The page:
Here is Solar Titan USA's full emailed response on May 24:
We want to take the time to respond to the concerns brought to WHAS about Solar Titan USA.
Regarding work being done before permits were pulled:
We were working with a third party that encountered unforeseen issues causing delays in the permitting process on several projects. Solar Titan was unaware of these issues and believed that the permits had already been pulled. We have since strengthened our existing policy that requires confirmation on all permits being pulled PRIOR to installation and have added additional verification steps to ensure this does not happen in the future.
As stated in your report, Mr. Morrow’s equipment is now up and running functionally. We spoke with Mr. Bryant on Friday and learned that an electric upgrade we were waiting on has now been completed. Now that we are aware that step is complete, we are getting Mr. Bryant scheduled to finish his project and expect his system to be up and running within the coming week or two.
Regarding the wording on reimbursements:
We care deeply about our customers. The wording on these courtesy reimbursements and our contracts is intended to empower and encourage our customers to bring their concerns, questions and any complaints directly to us so that we might address their concerns, answer their questions or fix any issues. It is difficult when we learn about issues and complaints through third-party channels. If we learn about these concerns directly from our customers, we can work with them to remedy issues, answer questions and hopefully come up with solutions that make everyone happy. The reimbursements are not contingent upon positive reviews, and we are not trying to silence any concerns, rather learn about them first-hand. We will continue to work on the wording to eliminate confusion and make sure we get it right.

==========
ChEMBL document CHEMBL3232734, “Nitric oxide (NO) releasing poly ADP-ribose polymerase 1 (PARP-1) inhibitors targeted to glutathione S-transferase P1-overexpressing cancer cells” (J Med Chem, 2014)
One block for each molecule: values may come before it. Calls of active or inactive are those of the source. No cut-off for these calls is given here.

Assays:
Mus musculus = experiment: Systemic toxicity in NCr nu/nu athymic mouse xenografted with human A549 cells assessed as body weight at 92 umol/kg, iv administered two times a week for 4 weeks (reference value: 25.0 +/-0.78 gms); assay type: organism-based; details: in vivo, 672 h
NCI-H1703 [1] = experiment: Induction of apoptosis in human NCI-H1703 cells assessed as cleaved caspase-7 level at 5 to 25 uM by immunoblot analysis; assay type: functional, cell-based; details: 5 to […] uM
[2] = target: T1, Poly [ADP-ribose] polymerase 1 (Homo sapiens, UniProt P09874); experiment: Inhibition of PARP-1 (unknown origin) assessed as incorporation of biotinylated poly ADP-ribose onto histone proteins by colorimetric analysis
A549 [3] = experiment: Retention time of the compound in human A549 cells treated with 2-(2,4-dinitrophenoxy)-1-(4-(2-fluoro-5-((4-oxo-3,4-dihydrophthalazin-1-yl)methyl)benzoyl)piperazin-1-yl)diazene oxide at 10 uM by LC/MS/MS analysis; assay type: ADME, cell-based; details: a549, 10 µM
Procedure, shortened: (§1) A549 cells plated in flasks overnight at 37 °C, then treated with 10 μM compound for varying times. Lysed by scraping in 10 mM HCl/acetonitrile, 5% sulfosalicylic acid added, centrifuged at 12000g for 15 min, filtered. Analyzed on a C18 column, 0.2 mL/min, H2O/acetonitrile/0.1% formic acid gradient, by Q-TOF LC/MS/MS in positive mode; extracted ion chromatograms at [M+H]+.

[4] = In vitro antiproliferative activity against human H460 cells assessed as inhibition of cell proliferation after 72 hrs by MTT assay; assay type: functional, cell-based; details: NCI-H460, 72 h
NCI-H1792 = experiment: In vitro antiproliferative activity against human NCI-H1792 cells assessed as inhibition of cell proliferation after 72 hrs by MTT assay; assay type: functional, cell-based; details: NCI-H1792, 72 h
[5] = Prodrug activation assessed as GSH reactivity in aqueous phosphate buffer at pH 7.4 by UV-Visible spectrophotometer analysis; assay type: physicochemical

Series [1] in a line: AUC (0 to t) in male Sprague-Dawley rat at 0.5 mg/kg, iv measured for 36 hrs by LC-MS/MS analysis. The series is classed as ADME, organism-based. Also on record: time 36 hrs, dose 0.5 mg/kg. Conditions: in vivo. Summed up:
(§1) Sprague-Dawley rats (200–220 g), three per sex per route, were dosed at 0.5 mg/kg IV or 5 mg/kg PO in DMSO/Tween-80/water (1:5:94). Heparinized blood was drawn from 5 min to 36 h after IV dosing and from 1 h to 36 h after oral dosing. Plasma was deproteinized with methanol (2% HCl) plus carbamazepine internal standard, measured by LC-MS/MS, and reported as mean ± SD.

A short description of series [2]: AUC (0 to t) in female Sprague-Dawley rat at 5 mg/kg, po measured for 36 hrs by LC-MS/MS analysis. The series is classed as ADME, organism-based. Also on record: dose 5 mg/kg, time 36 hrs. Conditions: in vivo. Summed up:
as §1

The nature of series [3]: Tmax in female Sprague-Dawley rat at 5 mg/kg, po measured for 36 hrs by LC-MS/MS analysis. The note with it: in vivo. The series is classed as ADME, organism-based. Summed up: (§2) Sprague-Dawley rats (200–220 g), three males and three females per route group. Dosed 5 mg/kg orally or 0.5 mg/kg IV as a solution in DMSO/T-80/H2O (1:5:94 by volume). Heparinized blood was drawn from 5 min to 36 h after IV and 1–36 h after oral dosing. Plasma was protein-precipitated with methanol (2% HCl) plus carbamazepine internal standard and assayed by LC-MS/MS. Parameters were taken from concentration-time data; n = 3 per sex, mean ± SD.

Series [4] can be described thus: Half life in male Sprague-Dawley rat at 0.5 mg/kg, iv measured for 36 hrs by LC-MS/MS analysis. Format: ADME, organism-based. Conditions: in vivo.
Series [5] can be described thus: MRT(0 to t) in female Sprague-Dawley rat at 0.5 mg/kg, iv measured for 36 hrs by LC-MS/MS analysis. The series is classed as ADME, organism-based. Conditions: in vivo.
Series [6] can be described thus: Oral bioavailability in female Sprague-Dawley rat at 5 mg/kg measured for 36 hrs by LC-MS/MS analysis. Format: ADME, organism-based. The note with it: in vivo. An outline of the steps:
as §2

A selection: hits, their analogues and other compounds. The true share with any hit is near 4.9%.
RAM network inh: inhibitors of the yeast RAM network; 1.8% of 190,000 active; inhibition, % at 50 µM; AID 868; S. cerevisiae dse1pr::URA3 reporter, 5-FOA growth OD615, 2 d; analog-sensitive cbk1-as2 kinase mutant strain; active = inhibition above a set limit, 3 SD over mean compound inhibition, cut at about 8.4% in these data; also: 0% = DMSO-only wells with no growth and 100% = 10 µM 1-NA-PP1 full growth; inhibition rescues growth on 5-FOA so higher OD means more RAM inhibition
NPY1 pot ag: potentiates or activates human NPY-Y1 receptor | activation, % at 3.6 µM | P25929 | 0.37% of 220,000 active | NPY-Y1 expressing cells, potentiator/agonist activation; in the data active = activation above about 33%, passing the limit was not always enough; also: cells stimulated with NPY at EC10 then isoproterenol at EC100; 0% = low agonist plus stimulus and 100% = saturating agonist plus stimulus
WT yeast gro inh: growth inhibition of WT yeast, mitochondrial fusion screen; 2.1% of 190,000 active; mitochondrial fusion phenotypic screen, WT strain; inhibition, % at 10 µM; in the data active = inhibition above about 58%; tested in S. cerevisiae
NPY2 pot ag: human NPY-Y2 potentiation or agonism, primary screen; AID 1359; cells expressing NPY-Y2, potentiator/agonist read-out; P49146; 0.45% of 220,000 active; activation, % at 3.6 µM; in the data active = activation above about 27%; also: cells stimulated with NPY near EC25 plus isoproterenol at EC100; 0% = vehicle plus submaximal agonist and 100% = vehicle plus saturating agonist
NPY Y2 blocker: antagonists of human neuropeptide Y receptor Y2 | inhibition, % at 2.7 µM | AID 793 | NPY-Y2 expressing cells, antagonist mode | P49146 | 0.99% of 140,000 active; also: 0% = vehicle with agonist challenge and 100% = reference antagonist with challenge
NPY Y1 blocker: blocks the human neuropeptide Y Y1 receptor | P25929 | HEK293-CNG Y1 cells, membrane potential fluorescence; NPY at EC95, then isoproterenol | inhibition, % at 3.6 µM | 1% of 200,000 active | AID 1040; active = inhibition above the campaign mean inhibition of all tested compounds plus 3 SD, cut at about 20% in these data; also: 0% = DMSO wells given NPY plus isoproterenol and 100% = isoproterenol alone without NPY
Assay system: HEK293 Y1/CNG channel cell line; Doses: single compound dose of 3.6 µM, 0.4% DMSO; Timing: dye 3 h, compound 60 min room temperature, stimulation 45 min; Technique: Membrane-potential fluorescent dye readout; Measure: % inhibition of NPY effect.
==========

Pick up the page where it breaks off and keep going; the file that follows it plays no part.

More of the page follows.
In addition, we have reached out to Chris Lewis, the executive director of the Kentucky Attorney General's Office of Consumer Protection, to ensure that we are using best practices and language in all customer communication, however, we have not heard back from him yet.
We have tried to contact the Kentucky Attorney General’s Office multiple times in reference to the open complaints you mentioned in your report, but we have not been able to get through and our calls have not been returned.
Again, we care about our customers. We believe in the future of solar power to help fill future energy needs. We are not perfect, but we are working all the time to make our processes and policies better. We always strive for an open line of communication with our customers and want to know of any concerns so that we can work to make things right. We will continue to work with our industry and state partners to bring solar power to people and work tirelessly to make our customers happy.
We are also working to improve communication with the media so that misinformation can be avoided in the future.
Dale Roden, Technical Operations Manager